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CMS Expands Coverage of Ambulatory Blood Pressure Monitoring (ABPM)


CMS Expands Coverage of Ambulatory Blood Pressure Monitoring (ABPM)
Decision increases access by extending Medicare coverage to additional diagnostic applications

Today the Centers for Medicare & Medicaid Services (CMS) finalized its national coverage policy for Ambulatory Blood Pressure Monitoring (ABPM).  ABPM is a non-invasive diagnostic test that uses a device to track blood pressure over 24-hour cycles, allowing a doctor to assess a patient’s blood pressure during routine daily living, instead of when they are sitting nervously on an examination table.  ABPM may measure blood pressure more accurately and lead to the diagnosis of high blood pressure in patients who would not otherwise have been identified as having the condition.

“CMS is dedicated to improving cardiovascular health in the Medicare population,” said CMS Administrator Seema Verma.  “Today’s decision reflects CMS’ commitment to continually updating our policies to ensure that more Medicare beneficiaries have access to the latest technology and appropriate evidence-based health care. We believe stakeholders will appreciate the policy being expanded to include diagnostic uses recommended by the multi-society task force blood pressure practice guidelines.”

CMS received a request from stakeholders to reconsider this national coverage determination.  Prior to today, ABPM was covered only for those patients with suspected “white coat hypertension” under specific conditions.  White coat hypertension occurs when a patient’s anxiety from being in a clinical setting causes an increase in blood pressure beyond what occurs outside the clinical setting.  Consistent with multi-society professional guidelines, today’s decision expands access to ABPM to include coverage for cases of suspected “masked hypertension,” which is essentially the opposite of white coat hypertension and occurs when blood pressure measurements in a doctor’s office are lower than measurements taken outside a doctor’s office.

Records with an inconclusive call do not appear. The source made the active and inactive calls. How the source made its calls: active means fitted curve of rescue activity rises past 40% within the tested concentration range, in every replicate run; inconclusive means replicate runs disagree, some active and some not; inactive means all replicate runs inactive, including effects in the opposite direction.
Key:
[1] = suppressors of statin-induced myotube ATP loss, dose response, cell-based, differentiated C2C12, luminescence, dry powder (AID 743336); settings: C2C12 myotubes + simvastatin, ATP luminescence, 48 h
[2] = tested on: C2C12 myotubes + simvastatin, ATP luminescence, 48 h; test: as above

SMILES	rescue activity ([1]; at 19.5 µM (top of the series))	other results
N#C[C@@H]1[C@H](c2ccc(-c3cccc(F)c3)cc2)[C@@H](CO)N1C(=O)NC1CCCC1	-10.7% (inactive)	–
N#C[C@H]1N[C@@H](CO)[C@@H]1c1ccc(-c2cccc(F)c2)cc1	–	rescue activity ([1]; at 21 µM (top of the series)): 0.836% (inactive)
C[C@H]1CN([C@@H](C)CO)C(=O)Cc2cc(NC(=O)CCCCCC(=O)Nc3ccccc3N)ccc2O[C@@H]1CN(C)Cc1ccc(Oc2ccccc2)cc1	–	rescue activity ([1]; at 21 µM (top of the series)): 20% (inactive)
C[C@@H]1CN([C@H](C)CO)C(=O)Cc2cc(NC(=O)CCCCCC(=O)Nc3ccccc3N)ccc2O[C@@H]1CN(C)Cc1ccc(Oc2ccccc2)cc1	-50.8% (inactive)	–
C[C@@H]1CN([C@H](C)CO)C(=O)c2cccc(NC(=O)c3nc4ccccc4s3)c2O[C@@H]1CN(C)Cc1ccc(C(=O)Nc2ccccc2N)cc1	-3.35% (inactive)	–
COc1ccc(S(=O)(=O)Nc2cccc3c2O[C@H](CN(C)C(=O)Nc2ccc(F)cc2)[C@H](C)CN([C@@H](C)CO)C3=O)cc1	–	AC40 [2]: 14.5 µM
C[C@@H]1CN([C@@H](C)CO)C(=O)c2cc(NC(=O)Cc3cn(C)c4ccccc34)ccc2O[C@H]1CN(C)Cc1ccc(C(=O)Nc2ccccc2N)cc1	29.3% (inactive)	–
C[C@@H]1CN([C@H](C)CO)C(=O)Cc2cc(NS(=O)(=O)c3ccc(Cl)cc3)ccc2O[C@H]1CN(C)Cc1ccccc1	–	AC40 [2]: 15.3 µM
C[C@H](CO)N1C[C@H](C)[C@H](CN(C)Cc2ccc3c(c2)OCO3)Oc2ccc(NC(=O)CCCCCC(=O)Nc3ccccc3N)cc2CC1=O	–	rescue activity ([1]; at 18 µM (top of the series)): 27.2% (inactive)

In addition, today’s decision lowers the blood pressure threshold for hypertension from the current policy of 140/90 down to 130/80 to align with the latest society recommendations regarding the diagnostic criteria.  This will allow more patients to use ABPM and receive appropriate treatment if needed.

To read the decision, visit the CMS website at:



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